Posted tagged ‘student services charge’

Keeping fees straightforward and transparent

October 28, 2010

For readers who are not immediately familiar with the Irish higher education system, it may be worth saying briefly that there are no tuition fees, but there are charges known as the ‘registration charge’ or the ‘student services charge’. This was introduced shortly after tuition fees were abolished, and at first was fairly nominal in amount. The purpose was that the charge would help universities defray the cost of services other than tuition. Over the years this charge increased in amount, and on occasion the government raised the charge at the same time as lowering the recurrent grant. Most recently, in 2009, the charge was increased from €900 to €1,500. At around the same time questions were asked of the universities about how the money raised was being spent, and whether any of it was actually defraying the cost of tuition.

In yesterday’s Irish Independent there was a report suggesting that, in the light of further budget cuts to higher education now anticipated in the December Budget and Book of Estimates, there could be a further substantial rise in the student registration (or services) charge. Should this happen, then the charge will be bigger than tuition fees in some countries that have fees. But they will be less useful to the universities, who will be unable to apply them to support academic and teaching costs.

Much though I am  in favour of tuition fees for those who can afford them (as readers of this blog will know), I am strongly opposed to fudging the issue by introducing fees but calling them something else and restricting their use. The university ‘business’ that is now being placed at risk is teaching, and to demand ever higher contributions from students but stipulating that they cannot be used to support teaching is bizarre and lacks basic transparency, and moreover tempts the universities into using them in questionable ways. It would make much more sense, as a first move, to introduce fees at the level at which ministers are now apparently contemplating the registration charge. Let us at least be honest about what we are doing; the current (and possibly planned) scheme makes no sense and really encourages dishonesty regarding university funding. It should stop.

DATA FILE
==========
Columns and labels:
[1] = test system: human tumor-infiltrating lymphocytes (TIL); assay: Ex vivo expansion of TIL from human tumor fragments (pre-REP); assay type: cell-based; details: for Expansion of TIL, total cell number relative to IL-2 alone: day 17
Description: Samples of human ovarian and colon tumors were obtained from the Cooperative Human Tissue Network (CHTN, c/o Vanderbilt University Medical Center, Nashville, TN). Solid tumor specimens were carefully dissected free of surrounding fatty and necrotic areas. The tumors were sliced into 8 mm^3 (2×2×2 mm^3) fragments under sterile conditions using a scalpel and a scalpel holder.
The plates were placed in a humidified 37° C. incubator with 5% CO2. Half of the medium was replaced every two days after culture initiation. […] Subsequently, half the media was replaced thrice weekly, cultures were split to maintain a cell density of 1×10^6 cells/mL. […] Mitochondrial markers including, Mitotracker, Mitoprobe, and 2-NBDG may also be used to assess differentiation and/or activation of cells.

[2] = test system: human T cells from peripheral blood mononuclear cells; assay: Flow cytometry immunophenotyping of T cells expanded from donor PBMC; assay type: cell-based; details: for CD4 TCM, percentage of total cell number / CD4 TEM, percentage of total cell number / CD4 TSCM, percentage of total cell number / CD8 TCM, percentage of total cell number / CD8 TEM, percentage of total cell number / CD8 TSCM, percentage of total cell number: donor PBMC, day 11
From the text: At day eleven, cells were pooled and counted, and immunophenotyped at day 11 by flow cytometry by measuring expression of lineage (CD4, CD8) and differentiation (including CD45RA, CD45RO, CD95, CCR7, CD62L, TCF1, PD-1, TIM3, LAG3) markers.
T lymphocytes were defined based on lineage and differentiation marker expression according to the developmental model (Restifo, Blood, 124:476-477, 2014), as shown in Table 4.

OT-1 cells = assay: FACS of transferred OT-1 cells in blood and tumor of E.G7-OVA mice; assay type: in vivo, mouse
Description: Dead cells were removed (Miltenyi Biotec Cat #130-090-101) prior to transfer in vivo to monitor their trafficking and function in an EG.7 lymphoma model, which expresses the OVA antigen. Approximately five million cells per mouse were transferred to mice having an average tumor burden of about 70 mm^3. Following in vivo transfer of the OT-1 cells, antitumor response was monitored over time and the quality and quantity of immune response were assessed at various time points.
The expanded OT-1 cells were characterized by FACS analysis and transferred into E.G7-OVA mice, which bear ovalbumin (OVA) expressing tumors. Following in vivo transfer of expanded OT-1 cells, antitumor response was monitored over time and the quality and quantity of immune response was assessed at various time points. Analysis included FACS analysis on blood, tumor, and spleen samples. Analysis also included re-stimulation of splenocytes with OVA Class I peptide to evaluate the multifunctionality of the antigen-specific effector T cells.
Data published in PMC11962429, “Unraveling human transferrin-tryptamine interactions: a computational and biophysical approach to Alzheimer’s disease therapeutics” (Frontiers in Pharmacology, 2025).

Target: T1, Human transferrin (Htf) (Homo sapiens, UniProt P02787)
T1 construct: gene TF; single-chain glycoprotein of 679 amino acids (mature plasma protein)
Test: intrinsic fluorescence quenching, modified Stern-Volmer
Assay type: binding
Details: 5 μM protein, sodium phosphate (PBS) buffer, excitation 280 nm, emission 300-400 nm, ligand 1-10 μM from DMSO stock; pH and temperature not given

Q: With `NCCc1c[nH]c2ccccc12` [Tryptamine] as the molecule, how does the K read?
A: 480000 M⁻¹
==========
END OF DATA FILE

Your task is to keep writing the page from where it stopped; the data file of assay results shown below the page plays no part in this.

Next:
Paying for student services

January 29, 2010

Yesterday (Thursday, January 28) all seven Irish university presidents, the CEO of the Irish Universities Association and the CEO of the Higher Education Authority all appeared before the Oireachtas (Irish Parliament) Joint Committee on Education and Science. The topic? We were being asked about whether we were spending the student services charge (or student registration charge, now standing at €1,500) appropriately. There was some fairly robust questioning, prompted in part by the suggestion made in a letter from all seven student union presidents that financial information on this had not been consistent and that money was possibly being spent inappropriately on things other than student services.